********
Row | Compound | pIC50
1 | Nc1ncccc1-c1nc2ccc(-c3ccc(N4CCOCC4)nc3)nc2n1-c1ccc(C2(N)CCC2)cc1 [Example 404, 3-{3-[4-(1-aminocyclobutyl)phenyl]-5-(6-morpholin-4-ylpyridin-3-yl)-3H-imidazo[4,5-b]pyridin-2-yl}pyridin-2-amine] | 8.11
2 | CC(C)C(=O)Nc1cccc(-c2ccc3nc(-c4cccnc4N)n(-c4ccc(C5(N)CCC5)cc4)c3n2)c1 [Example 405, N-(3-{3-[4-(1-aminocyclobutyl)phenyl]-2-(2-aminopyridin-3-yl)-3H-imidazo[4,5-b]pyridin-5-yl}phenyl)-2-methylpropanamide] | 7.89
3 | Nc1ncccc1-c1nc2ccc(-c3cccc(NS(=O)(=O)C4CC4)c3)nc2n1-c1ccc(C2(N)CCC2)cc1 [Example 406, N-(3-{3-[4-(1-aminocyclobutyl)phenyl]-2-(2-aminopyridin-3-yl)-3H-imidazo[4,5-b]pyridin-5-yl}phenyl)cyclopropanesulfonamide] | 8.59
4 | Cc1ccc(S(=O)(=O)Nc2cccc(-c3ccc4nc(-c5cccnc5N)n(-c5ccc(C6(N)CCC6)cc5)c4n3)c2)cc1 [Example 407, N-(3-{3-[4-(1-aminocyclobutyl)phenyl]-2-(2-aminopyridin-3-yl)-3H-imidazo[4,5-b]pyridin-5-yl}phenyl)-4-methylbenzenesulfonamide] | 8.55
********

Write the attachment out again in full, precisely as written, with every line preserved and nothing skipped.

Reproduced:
Row | Compound | pIC50
1 | Nc1ncccc1-c1nc2ccc(-c3ccc(N4CCOCC4)nc3)nc2n1-c1ccc(C2(N)CCC2)cc1 [Example 404, 3-{3-[4-(1-aminocyclobutyl)phenyl]-5-(6-morpholin-4-ylpyridin-3-yl)-3H-imidazo[4,5-b]pyridin-2-yl}pyridin-2-amine] | 8.11
2 | CC(C)C(=O)Nc1cccc(-c2ccc3nc(-c4cccnc4N)n(-c4ccc(C5(N)CCC5)cc4)c3n2)c1 [Example 405, N-(3-{3-[4-(1-aminocyclobutyl)phenyl]-2-(2-aminopyridin-3-yl)-3H-imidazo[4,5-b]pyridin-5-yl}phenyl)-2-methylpropanamide] | 7.89
3 | Nc1ncccc1-c1nc2ccc(-c3cccc(NS(=O)(=O)C4CC4)c3)nc2n1-c1ccc(C2(N)CCC2)cc1 [Example 406, N-(3-{3-[4-(1-aminocyclobutyl)phenyl]-2-(2-aminopyridin-3-yl)-3H-imidazo[4,5-b]pyridin-5-yl}phenyl)cyclopropanesulfonamide] | 8.59
4 | Cc1ccc(S(=O)(=O)Nc2cccc(-c3ccc4nc(-c5cccnc5N)n(-c5ccc(C6(N)CCC6)cc5)c4n3)c2)cc1 [Example 407, N-(3-{3-[4-(1-aminocyclobutyl)phenyl]-2-(2-aminopyridin-3-yl)-3H-imidazo[4,5-b]pyridin-5-yl}phenyl)-4-methylbenzenesulfonamide] | 8.55